As announced by Finance Minister Bill Morneau, in a press conference this morning, the Canadian government is making changes to the minimum downpayment in order to “encourage stability in the Canadian housing market.”
The federal government has just announced that they will be making changes to the minimum downpayment, that come into effect February 15th, 2016 for insured mortgages on properties between $500k and $1M. The new minimum downpayment for insured mortgages is 5% for the first $500k and 10% on the portion of the price above $500k.
So for example a property worth $700k would be 5% x $500k or $25k plus 10% x $200k or $20k for a total downpayment of $45k. Which is a $10k increase from only 5% as per the previous rules. The new downpayment rules apply to home buyers and do not impact existing mortgage holders.
“An increase in home equity protects home owners, it protects middle class Canadians.” Bill Morneau,
The purpose of these new guidelines is said to help cool the housing market in Canada, with particular attention being focused on the hotter markets of Vancouver and Toronto. The government is trying to address future vulnerabilities by targeting higher priced homes while minimizing the impact to first time home buyers in moderate housing markets. “Our response isn’t being made out of fear, it is being made to manage potential risk appropriately, this is measured action aimed at creating a stable and effective housing market”.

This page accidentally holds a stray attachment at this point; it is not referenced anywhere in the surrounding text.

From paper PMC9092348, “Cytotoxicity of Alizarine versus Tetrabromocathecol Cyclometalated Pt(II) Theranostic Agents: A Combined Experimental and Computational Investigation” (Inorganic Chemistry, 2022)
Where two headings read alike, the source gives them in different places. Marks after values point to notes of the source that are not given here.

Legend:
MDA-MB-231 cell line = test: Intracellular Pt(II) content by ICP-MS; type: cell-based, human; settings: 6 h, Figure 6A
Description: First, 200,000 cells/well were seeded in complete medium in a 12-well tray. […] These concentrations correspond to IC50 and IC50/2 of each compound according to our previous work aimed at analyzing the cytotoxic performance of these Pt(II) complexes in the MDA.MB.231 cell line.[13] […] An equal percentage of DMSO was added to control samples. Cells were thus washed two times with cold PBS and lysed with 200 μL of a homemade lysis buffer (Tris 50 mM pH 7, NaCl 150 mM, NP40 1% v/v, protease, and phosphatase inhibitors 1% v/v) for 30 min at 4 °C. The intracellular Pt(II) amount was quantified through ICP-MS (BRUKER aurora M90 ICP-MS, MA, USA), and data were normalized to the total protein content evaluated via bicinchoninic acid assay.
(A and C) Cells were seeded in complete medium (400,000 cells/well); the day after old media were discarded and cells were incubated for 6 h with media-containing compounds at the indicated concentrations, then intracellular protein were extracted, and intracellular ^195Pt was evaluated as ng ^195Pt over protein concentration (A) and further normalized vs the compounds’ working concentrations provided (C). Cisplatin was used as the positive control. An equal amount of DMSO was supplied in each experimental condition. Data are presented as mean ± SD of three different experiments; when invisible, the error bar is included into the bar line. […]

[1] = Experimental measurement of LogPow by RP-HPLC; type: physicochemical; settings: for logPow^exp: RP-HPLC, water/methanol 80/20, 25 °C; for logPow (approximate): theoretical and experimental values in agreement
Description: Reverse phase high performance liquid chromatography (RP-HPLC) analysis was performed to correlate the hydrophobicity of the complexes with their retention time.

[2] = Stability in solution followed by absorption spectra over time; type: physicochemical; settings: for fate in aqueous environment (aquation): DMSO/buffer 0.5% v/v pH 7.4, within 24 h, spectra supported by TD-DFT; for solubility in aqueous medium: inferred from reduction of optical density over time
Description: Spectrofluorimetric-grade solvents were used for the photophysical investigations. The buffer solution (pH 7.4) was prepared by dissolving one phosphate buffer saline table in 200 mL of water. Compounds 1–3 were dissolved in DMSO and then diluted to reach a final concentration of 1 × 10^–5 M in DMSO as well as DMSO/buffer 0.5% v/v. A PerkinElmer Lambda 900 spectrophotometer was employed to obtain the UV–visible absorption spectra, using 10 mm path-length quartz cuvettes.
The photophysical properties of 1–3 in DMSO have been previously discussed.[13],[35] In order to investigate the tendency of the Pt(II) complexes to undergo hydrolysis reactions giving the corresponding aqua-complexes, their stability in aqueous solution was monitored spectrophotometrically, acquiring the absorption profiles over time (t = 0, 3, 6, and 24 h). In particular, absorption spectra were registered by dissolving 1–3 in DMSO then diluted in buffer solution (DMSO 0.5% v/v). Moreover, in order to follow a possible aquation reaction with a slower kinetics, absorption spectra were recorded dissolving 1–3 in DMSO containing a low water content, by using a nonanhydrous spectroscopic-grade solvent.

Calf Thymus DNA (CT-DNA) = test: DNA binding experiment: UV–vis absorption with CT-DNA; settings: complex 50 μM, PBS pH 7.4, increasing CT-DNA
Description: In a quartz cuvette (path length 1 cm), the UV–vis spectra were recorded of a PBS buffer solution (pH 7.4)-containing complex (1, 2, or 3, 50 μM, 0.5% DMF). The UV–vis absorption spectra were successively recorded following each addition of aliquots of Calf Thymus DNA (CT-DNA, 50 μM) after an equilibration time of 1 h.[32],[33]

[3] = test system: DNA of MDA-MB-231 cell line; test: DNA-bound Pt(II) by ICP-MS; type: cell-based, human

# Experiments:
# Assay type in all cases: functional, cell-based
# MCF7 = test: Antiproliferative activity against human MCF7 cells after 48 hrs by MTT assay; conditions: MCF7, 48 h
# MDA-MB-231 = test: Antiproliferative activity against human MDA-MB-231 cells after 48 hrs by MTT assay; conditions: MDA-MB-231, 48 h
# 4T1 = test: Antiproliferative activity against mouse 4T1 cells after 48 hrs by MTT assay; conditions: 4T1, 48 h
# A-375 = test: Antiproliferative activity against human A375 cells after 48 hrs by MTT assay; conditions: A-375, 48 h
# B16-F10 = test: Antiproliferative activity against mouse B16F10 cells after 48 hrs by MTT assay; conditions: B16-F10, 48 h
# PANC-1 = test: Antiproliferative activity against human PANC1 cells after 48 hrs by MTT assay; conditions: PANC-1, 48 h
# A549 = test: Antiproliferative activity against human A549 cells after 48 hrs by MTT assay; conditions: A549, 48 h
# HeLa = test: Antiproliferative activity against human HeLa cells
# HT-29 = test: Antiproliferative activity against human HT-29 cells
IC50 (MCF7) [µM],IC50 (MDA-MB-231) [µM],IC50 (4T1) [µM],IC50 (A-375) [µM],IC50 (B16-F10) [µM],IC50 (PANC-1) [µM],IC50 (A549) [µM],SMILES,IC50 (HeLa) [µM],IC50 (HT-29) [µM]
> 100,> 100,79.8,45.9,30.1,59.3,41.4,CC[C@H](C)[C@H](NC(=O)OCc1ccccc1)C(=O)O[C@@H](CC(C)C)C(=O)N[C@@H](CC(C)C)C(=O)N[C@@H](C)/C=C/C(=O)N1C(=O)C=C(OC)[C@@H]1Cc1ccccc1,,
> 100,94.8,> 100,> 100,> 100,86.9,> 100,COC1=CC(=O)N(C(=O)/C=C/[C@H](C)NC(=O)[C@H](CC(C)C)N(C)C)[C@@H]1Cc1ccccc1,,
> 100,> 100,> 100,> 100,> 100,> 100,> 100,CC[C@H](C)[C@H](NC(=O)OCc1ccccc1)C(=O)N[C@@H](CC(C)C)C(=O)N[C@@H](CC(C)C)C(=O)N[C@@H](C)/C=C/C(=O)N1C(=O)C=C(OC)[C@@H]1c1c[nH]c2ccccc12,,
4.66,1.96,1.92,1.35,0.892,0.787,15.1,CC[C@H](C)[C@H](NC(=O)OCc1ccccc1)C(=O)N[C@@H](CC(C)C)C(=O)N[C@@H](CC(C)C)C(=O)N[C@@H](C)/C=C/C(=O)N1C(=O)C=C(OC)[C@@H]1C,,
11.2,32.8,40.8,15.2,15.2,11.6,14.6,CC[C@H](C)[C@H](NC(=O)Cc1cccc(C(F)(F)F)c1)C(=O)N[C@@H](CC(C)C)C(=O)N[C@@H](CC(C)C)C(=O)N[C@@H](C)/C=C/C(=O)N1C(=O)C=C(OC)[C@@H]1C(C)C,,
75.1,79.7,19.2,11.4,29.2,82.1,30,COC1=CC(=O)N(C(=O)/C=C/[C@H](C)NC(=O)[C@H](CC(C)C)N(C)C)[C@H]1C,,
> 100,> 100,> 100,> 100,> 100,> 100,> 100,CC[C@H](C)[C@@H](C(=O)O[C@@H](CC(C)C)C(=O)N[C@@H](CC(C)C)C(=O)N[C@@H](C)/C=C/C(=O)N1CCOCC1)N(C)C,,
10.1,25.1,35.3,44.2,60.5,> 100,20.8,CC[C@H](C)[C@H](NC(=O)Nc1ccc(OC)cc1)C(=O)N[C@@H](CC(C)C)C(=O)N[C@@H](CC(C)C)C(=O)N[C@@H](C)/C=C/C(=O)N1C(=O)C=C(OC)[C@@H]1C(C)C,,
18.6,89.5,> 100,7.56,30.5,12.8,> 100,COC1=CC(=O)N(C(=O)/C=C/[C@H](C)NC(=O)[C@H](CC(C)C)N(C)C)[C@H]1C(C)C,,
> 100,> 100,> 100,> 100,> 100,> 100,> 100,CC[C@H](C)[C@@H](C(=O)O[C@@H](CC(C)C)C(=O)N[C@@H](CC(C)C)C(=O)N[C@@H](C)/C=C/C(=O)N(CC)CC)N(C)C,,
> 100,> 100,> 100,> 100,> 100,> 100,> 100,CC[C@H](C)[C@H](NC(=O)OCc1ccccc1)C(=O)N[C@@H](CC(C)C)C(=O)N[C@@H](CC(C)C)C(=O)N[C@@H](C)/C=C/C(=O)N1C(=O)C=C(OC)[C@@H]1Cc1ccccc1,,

Mortgage default insurance is required on all home purchases where the downpayment is less than 20%, while default insurance is capped at $1M. According to Morneau the changes will only impact one percent or less of the market.
There is a silver lining to all of this. Although the mortgage insurance premiums will be based on the overall downpayment %, which is unfortunate, the extra money down will result in a small insurance savings ($360 on the extra $10K on a $700K property). The big savings will be on interest. The reduced mortgage balance could save a home purchasers $7,500 or more in reduced interest costs over the life of the mortgage.
Correction: It was initially thought that the lower insurance premiums would apply to the mortgage about $500K, but that was an error. The insurance premium will be based on the overall downpayment percentage.
If you have any questions about these changes and what they might mean to you, please contact me anytime!